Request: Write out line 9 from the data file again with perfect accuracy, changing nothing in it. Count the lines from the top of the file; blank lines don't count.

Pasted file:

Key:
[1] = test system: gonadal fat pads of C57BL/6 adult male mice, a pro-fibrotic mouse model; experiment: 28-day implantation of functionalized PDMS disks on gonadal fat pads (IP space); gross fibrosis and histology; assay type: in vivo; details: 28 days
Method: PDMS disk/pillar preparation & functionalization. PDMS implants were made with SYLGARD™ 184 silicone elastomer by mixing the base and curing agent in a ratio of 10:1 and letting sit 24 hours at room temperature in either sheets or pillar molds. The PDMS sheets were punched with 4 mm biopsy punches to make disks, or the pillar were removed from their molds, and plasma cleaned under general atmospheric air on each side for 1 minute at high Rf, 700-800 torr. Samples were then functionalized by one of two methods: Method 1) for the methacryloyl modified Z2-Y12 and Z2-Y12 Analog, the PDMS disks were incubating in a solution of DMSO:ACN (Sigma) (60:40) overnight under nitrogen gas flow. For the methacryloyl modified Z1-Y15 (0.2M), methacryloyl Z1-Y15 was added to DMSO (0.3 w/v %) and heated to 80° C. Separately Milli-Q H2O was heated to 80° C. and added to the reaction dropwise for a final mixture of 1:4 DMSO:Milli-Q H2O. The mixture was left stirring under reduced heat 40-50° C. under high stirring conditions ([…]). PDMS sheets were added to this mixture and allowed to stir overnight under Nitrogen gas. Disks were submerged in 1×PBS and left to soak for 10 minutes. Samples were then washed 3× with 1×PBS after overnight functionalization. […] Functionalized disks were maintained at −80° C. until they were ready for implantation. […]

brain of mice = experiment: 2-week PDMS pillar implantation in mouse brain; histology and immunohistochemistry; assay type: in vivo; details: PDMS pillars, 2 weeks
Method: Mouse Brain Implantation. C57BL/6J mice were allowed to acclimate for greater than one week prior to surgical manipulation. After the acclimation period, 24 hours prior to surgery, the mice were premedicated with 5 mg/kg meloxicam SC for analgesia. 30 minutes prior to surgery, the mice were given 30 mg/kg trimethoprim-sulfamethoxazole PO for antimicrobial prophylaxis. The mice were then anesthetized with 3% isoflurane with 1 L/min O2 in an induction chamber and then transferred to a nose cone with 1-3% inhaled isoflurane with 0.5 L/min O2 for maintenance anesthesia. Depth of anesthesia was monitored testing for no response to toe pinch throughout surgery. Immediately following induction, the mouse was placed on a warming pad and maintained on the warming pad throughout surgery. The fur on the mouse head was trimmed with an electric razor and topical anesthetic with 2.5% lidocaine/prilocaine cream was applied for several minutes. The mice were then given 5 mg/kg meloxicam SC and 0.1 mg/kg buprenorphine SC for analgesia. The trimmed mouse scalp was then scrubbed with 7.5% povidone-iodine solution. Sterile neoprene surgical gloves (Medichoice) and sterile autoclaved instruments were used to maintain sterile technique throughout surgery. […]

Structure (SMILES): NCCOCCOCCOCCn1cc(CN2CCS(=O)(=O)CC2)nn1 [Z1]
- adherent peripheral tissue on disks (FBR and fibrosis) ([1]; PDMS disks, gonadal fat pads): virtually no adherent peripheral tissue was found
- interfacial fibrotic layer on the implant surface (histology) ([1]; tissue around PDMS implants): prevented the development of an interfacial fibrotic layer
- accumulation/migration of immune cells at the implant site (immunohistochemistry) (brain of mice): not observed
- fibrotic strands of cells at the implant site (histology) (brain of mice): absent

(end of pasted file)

- accumulation/migration of immune cells at the implant site (immunohistochemistry) (brain of mice): not observed